Winston Peters' letter of resignation as a minister ought to be on the Prime Minister's desk this morning.
It won't be. However, the damning report of Parliament's privileges committee demands nothing less, even though its finding that Peters is in contempt was not unanimous.
Things don't come much worse for an MP than such a finding of contempt and accompanying recommendation of parliamentary censure.
Peters will try to hide behind the Labour-NZ First minority view that the evidence before the committee was insufficient to prove that he had knowledge of the $100,000 donation from business tycoon Owen Glenn long before he says he did.
He will allege the National and Act MPs on the committee had ulterior motives in finding against him.
But he cannot get such accusations to stick when it comes to the Greens, United Future and Maori Party representatives who made up the remainder of the majority view. Those parties had no axe to grind with Peters. They simply reached the only conclusion that could be drawn from the evidence - that Peters had "some knowledge" of Glenn's intention to make a donation.
The Prime Minister repeatedly took Peters at his word when she questioned him on whether Glenn had made such a donation. Peters has embarrassed her. She has been made to look foolish for trusting him for so long. Were it anyone but Peters, they would have been removed long ago.
Helen Clark might argue Peters' portfolios have been stripped from him already, but he remains a minister without portfolio and thus entitled to a minister's salary and the perks. This is no longer tenable.
If he does not volunteer his resignation then the Prime Minister should sack him. But she won't.
The big question is whether she can ever trust him again. With National not wanting a bar of him, it would now seem inconceivable that Peters could again become a minister even if Labour wins the election.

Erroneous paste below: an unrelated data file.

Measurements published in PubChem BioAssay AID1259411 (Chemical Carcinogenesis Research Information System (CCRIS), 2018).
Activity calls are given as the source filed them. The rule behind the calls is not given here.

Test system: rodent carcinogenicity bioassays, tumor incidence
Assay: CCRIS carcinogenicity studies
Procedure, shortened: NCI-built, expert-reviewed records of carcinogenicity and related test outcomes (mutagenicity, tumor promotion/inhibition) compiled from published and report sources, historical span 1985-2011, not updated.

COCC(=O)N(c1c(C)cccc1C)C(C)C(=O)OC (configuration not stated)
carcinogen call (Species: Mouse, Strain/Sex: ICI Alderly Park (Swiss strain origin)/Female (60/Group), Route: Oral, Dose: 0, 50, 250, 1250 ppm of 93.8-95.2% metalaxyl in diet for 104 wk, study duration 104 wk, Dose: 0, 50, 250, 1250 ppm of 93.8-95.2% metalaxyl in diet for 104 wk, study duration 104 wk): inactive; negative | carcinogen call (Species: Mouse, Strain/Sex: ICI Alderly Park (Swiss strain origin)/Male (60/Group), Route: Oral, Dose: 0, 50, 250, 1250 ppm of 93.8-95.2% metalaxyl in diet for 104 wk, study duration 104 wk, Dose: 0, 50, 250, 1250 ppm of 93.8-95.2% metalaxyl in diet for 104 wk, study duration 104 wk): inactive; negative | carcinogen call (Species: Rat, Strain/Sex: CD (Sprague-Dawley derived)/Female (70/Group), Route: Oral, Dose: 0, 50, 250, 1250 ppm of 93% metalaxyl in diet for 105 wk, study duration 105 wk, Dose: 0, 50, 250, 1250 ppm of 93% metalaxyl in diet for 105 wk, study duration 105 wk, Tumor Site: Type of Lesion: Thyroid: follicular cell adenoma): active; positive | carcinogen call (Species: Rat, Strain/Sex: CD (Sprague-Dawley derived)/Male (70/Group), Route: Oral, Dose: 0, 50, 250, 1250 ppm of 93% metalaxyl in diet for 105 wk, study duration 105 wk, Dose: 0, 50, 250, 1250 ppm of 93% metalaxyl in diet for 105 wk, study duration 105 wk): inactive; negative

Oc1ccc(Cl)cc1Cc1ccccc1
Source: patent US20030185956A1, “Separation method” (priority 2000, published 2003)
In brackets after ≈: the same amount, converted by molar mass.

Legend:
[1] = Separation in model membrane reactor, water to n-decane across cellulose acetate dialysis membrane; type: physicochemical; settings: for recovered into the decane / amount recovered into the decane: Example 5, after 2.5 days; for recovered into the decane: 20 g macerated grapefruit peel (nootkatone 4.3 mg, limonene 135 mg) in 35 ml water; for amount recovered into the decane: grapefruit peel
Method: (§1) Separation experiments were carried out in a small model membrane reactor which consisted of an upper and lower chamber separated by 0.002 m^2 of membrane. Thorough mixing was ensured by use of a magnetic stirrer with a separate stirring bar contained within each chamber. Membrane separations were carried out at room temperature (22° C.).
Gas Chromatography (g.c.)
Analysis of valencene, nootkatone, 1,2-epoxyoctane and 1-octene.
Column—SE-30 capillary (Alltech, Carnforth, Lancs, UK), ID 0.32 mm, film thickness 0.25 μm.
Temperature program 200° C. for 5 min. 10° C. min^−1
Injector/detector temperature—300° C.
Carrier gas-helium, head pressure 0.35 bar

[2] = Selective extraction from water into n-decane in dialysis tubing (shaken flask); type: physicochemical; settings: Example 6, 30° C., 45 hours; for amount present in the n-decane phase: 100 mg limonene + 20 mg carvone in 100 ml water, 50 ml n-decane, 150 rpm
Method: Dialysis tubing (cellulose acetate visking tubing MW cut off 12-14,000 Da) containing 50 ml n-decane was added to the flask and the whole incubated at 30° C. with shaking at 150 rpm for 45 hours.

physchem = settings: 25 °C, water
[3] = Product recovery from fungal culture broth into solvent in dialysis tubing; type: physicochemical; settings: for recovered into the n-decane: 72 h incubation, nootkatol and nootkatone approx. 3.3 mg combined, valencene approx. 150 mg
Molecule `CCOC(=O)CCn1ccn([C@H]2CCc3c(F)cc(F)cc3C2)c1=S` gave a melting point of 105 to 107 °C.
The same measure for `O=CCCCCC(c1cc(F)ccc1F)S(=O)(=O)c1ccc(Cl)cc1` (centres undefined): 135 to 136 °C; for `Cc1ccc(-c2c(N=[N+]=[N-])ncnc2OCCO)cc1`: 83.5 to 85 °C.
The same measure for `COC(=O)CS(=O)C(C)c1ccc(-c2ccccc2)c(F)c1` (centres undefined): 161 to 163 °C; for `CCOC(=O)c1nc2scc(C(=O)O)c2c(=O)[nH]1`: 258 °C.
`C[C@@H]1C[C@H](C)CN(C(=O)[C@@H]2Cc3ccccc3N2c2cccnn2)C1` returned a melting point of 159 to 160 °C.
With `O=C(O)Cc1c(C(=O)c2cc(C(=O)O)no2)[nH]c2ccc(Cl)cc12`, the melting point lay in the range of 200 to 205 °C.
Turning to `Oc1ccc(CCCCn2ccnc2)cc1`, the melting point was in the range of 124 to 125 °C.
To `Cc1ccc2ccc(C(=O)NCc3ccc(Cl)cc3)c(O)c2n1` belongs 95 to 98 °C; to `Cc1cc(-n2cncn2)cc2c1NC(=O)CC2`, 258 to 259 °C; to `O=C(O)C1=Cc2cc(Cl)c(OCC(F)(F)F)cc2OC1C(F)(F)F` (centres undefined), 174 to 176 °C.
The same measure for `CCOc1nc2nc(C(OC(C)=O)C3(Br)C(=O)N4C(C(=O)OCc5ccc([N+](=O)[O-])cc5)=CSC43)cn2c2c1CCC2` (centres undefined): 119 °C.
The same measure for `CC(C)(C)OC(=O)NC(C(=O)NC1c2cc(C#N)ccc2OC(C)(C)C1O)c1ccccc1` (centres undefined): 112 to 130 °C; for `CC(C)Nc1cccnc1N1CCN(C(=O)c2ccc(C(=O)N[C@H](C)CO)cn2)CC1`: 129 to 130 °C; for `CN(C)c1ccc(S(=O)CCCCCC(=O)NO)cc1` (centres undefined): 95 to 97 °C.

But Labour keeps defending him. Before the report's release last night, Clark had suddenly started talking about the committee's proceedings becoming so politicised that some MPs had gone into the hearings having made up their mind before they had heard a single piece of evidence.
That was an admission of defeat; that she was already aware NZ First and Labour were going to be in an uncomfortable minority.
The real test of Labour's loyalty to Peters will come in Parliament today when the report is debated.
In the interim, Clark is right about the committee being politicised, but Labour is as guilty of that as anyone.
Labour's reluctance to upset Peters with rigorous questioning during his appearances in front of the committee was understandable given Labour's dependence on him for the past three years and conceivably for the next three as well. But it is to Labour's eternal shame that it behaved thus.
In the end, the majority verdict is a victory for principle over expediency and for the integrity of the privileges committee.
If it was someone else, Peters would be calling for his or her resignation from Parliament. If he followed the founding principles of his party, he would be considering resigning from Parliament. Don't hold your breath.